“Thanks to this good process, I’ve altered my views on many things. The individual mandate in health care is one of them.”
As Mahatma Gandhi once said (paraphrased): What I say today is inconsistent with what I said yesterday because I’ve learned something since then. Good advice to us all.
See Butler’s entire article at this link:
Regarding the Cato Institute’s position when the Clinton proposals were being considered, here is an excerpt from Policy Analysis No. 210: Nickles-Stearns Is Not the Market Choice for HealthCare Reform (June 13, 19940 by Tom Miller
“The Consumer Choice Health Security Act, of which Sen. Don Nickles (R-Okla.) and Rep. Cliff Stearns (R-Fla.) are primary sponsors, is one of the leading proposals for health care reform. Unfortunately, it sets contradictory objectives: universal coverage and increased consumer choice, individual responsibility, and competition in health insurance markets. Absent a major overhaul, it will neither ensure that health care markets remain private and voluntary nor make them more competitive, efficient, and responsive to consumers’ wishes.
“The primary virtue of Nickles-Stearns is that it avoids the worst features of the Clinton administration’s proposed Health Security Act. Nickles-Stearns would make health insurance more portable, avoid structural disruptions in coverage, and encourage individuals to choose health insurance in a more cost-conscious manner.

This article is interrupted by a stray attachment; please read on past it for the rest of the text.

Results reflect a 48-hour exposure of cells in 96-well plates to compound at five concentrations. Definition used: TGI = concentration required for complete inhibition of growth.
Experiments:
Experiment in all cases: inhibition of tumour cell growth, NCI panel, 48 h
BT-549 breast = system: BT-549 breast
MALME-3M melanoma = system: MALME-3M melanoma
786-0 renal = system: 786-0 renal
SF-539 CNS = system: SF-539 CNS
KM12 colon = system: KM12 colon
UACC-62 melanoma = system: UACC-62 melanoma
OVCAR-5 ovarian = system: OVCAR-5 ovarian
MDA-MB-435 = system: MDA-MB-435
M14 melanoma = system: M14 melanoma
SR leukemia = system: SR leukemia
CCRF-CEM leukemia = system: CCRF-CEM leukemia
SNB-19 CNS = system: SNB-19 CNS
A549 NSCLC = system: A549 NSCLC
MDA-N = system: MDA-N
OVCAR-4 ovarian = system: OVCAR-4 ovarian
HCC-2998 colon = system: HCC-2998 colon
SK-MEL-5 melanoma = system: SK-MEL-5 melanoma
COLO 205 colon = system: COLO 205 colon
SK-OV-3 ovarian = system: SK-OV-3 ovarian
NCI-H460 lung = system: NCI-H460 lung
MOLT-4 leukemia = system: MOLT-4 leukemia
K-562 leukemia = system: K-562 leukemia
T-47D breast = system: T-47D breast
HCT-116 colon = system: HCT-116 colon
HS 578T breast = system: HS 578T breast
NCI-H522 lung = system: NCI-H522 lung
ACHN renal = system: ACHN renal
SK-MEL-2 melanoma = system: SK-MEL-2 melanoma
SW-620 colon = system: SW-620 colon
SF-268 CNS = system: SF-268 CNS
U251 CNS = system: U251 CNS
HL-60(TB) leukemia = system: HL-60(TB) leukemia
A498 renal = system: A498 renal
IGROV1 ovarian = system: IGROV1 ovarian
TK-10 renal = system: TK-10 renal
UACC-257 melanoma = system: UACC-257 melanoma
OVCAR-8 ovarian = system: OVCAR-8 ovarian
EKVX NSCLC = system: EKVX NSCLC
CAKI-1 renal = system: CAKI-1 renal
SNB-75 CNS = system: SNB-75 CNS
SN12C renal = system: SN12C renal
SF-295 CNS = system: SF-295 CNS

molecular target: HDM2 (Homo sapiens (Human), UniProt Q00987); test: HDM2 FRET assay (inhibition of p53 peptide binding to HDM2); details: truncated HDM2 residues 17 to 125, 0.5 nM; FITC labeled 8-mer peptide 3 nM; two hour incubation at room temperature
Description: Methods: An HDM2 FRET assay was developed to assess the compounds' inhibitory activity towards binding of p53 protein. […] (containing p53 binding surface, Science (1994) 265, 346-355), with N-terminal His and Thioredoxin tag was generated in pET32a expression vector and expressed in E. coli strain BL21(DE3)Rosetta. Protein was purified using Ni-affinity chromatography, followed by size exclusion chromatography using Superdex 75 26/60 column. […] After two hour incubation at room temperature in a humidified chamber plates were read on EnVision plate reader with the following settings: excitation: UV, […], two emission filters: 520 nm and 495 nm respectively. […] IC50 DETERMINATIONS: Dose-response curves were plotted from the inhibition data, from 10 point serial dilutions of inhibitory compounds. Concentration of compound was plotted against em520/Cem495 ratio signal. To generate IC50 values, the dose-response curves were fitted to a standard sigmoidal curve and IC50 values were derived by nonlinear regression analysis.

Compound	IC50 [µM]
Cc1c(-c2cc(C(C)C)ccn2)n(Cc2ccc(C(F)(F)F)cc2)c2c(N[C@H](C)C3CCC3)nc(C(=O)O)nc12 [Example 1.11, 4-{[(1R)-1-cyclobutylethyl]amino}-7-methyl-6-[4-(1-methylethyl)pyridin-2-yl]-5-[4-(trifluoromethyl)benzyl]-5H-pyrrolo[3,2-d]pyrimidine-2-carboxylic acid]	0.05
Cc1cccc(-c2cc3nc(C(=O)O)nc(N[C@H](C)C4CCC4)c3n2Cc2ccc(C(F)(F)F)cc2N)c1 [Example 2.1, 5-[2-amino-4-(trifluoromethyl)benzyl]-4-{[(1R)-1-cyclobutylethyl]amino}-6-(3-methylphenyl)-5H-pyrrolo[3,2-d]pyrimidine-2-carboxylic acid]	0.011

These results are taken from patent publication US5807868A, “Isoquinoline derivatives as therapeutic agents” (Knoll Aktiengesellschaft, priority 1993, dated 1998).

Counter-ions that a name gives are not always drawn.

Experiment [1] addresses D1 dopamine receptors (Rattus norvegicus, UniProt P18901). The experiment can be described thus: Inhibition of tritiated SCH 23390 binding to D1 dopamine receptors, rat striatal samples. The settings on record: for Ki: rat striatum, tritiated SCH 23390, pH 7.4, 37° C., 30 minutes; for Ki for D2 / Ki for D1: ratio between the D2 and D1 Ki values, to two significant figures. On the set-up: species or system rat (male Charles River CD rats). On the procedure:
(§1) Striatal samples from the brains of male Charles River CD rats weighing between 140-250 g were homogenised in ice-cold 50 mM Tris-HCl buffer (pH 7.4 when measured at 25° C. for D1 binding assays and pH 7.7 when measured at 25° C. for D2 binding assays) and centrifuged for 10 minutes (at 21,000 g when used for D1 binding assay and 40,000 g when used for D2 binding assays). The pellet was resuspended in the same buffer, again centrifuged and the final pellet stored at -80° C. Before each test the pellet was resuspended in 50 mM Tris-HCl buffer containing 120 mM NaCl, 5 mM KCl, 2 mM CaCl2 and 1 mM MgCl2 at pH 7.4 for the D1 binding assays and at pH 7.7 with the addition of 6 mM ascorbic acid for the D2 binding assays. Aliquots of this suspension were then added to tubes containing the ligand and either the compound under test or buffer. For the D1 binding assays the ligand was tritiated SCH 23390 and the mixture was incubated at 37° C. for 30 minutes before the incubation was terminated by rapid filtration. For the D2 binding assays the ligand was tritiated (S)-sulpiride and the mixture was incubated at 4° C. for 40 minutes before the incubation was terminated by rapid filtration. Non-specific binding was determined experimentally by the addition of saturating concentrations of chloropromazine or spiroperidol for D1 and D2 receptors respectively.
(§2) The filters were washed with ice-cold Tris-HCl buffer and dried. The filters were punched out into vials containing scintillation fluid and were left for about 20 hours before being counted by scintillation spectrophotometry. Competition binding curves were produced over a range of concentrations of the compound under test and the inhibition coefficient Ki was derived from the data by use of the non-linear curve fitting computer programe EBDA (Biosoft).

“However, the legislation (as introduced last November) contains a number of serious flaws. It endorses the concept of compulsory universal insurance coverage and imposes a standardized ‘minimum’ package of health insurance benefits. Its cost-sharing requirements would undercut the appeal of Medical Savings Accounts. Its efforts to eliminate risk selection in insurance markets are both futile and counter-productive. It provides inadequate incentives for restraining health care costs and hampers the use of more effective devices to do so.
“By failing to provide a clear alternative based on market principles, Nickles-Stearns blurs opposition to Clinton-style health care legislation. By focusing the political debate on the wrong issues, it opens the door to extensive political interference in private health care decisions.”
Hardly an endorsement of the individual mandate as it is in ObamaCare.